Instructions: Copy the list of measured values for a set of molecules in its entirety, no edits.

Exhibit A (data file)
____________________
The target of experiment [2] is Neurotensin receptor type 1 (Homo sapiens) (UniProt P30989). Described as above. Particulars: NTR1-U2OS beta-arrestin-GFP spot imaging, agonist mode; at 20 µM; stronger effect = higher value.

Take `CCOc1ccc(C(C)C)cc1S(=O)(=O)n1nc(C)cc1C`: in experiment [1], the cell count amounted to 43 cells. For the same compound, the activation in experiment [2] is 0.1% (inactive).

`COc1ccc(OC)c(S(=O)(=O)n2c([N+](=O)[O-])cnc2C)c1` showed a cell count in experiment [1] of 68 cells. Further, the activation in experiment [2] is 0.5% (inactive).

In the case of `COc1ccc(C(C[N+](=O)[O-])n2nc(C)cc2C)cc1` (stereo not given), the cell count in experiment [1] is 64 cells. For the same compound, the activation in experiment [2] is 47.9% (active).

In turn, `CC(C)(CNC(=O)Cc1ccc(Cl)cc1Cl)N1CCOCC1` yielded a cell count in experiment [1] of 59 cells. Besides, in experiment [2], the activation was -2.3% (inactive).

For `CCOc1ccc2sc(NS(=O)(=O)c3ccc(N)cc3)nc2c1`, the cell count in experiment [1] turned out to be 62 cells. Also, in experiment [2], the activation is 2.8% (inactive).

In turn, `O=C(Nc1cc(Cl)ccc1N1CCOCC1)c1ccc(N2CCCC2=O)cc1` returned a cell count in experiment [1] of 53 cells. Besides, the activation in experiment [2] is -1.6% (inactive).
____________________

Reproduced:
The target of experiment [2] is Neurotensin receptor type 1 (Homo sapiens) (UniProt P30989). Described as above. Particulars: NTR1-U2OS beta-arrestin-GFP spot imaging, agonist mode; at 20 µM; stronger effect = higher value.

Take `CCOc1ccc(C(C)C)cc1S(=O)(=O)n1nc(C)cc1C`: in experiment [1], the cell count amounted to 43 cells. For the same compound, the activation in experiment [2] is 0.1% (inactive).

`COc1ccc(OC)c(S(=O)(=O)n2c([N+](=O)[O-])cnc2C)c1` showed a cell count in experiment [1] of 68 cells. Further, the activation in experiment [2] is 0.5% (inactive).

In the case of `COc1ccc(C(C[N+](=O)[O-])n2nc(C)cc2C)cc1` (stereo not given), the cell count in experiment [1] is 64 cells. For the same compound, the activation in experiment [2] is 47.9% (active).

In turn, `CC(C)(CNC(=O)Cc1ccc(Cl)cc1Cl)N1CCOCC1` yielded a cell count in experiment [1] of 59 cells. Besides, in experiment [2], the activation was -2.3% (inactive).

For `CCOc1ccc2sc(NS(=O)(=O)c3ccc(N)cc3)nc2c1`, the cell count in experiment [1] turned out to be 62 cells. Also, in experiment [2], the activation is 2.8% (inactive).

In turn, `O=C(Nc1cc(Cl)ccc1N1CCOCC1)c1ccc(N2CCCC2=O)cc1` returned a cell count in experiment [1] of 53 cells. Besides, the activation in experiment [2] is -1.6% (inactive).